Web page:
According to a 2015 study from Barclays, 79% of donations are still being made offline with ‘direct cheque’ and ‘direct cash’ donations leading the charge.

Online vs. offline donations

Online vs offline charitable donations

This currently makes the first moment of truth more often than not a donation box, phonecall or personal interaction rather than a website or app.

A situation that is potentially made worse by the fact that one in five charities don’t currently facilitate online donations on their own sites.

However, this is set to change as younger donors tend to have a strong preference for donating online.  

The Barclays study indicates that 72% of charities expect an increase in donations stemming from social media activity and 87% of charities agree that they’ll receive significantly more donations directly via their website in the near future.

While the majority of the 25 charities we surveyed have made a strong effort to facilitate online donations, there are still significant opportunities for improvement across the board to improve conversions and total donations.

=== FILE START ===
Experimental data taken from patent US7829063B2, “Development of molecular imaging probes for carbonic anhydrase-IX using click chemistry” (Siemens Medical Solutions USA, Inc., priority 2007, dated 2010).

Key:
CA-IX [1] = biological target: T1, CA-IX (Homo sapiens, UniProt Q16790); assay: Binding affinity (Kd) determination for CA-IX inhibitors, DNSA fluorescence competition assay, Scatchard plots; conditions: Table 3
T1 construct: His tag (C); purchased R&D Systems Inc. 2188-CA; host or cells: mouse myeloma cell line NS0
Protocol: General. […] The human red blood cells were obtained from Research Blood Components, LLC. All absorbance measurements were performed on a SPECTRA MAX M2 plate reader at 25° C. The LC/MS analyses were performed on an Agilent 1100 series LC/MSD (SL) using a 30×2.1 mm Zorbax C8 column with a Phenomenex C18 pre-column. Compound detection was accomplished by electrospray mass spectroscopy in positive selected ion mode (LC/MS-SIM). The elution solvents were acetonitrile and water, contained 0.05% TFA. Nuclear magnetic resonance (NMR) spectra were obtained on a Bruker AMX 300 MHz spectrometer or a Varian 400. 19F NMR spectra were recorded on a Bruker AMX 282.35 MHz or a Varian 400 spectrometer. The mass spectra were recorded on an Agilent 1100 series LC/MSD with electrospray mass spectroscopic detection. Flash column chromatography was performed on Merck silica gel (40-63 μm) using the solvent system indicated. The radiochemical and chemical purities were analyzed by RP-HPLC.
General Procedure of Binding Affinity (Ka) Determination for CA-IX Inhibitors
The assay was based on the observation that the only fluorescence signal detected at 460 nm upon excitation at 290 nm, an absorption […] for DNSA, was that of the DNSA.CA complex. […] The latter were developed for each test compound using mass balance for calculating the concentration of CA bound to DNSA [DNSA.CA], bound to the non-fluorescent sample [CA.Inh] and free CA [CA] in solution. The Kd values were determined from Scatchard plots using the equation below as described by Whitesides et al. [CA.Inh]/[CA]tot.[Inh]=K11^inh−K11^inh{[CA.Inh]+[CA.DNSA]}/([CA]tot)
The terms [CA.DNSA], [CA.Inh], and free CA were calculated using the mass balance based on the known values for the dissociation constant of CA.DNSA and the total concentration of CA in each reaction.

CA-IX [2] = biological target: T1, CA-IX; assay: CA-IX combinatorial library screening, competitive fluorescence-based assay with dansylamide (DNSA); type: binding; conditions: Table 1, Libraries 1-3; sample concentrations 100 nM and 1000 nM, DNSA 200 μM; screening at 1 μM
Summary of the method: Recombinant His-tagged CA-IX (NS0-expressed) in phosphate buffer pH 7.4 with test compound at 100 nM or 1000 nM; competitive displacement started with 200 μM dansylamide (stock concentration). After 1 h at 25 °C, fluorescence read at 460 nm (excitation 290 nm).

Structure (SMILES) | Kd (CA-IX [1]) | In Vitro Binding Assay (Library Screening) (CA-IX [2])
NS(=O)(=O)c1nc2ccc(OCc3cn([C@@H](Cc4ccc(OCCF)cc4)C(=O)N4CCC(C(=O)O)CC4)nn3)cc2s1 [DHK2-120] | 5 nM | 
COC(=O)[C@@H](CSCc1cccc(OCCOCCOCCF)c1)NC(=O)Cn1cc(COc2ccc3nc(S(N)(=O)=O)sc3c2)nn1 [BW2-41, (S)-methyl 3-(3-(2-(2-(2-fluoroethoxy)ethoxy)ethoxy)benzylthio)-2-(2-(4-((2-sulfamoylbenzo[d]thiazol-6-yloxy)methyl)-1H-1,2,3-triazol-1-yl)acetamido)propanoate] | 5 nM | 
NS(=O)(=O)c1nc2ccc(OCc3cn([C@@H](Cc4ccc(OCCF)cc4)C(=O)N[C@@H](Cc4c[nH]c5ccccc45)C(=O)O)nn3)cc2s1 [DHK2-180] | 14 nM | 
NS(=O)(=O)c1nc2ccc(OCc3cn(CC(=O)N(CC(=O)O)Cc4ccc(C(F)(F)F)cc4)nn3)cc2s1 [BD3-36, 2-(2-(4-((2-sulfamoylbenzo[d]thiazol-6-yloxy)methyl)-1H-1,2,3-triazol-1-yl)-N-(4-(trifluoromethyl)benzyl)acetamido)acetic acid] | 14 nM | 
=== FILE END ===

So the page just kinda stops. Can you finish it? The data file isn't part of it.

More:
None of the charities we surveyed were employing customisation measures to improve site user experience and donations. 

Provided data can be collected from existing and new donors such as their location, demographic or past donations, site content can be customised to improve conversions and maximise the value of a donor.

As an example, first moment of truth donor experience customisation could take the form of:

  • Tailoring site content based on user data, for example personalising content based on location to indicate where your charity has helped in the donor’s region.
  • Tailoring suggested donations based on user data such as location, or past donations.

This engagement, customisation and initial contact is particularly important for young, first-time donors, because gaining affinity among them will be critical to future donations as they grow older and more affluent.

Additionally, making an effort to attract online donations can significantly improve the addition of Gift Aid as the process is far easier compared to offline.

Second Moment of Truth: ‘SMOT’

The second moment of truth is:

  • A donor receiving a welcome email giving thanks and indicating where their donations may be getting spent.
  • A donor completing a donation online and being shown a ‘thank you’ page that allows them to quickly share where they donated and how it’s going to help.

One item often not considered with charitable donations is the second moment of truth – the user’s ‘experience’ of the donation and how this moment can be used to influence other potential donors in their zero moment of truth.

While 100% of the 25 major charities we surveyed sent a follow-up ‘thank you’ email, 44% of those emails were not personalised to any significant degree (only names were ‘personalised’).